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J Nutr. 2010 Mar;140(3):437-45. doi: 10.3945/jn.109.116327. Epub 2010 Jan 13.

Maternal micronutrient deficiency, fetal development, and the risk of chronic disease.

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  • 1Center for Human Nutrition, Department of International Health, Johns Hopkins Bloomberg School of Public Health, Baltimore, MD 21200, USA. pchristi@jhsph.edu

Abstract

Early life nutritional exposures, combined with changes in lifestyle in adult life, can result in increased risk of chronic diseases. Although much of the focus on the developmental origins of disease has been on birth size and growth in postnatal life and the availability of energy and protein during these critical developmental periods, micronutrient deficiencies may also play an important role in fetal growth and development. Micronutrient status in fetal and early life may alter metabolism, vasculature, and organ growth and function, leading to increased risk of cardiometabolic disorders, adiposity, altered kidney function, and, ultimately, to type 2 diabetes and cardiovascular diseases. This review elucidates pathways through which micronutrient deficiencies lead to developmental impairment and describes the research to date on the evidence that micronutrient deficiencies in utero influence the development of chronic disease risk. Animal studies, observational human studies examining maternal diet or micronutrient status, and limited data from intervention studies are reviewed. Where data are lacking, plausible mechanisms and pathways of action have been derived from the existing animal and in vitro models. This review fills a critical gap in the literature related to the seminal role of micronutrients in early life and extends the discussion on the developmental origins of health and disease beyond birth size and energy and protein deficiency.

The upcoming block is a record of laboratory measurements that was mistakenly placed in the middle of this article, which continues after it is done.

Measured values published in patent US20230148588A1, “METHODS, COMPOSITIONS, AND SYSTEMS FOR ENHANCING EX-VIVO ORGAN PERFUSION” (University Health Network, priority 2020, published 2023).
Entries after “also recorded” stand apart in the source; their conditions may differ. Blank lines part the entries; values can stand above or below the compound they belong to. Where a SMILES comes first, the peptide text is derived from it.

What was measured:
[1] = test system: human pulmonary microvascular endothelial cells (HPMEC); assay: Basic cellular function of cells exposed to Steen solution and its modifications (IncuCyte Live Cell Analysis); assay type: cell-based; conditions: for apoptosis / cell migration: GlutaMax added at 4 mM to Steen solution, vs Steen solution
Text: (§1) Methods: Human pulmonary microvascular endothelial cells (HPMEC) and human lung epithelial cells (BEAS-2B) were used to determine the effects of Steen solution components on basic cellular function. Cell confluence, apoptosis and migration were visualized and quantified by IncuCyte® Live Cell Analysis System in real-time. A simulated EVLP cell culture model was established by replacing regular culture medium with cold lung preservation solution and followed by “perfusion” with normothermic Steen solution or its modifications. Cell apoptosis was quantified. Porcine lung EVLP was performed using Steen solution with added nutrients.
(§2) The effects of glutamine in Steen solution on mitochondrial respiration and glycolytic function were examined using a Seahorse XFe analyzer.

PMID:
20071652
[PubMed - indexed for MEDLINE]
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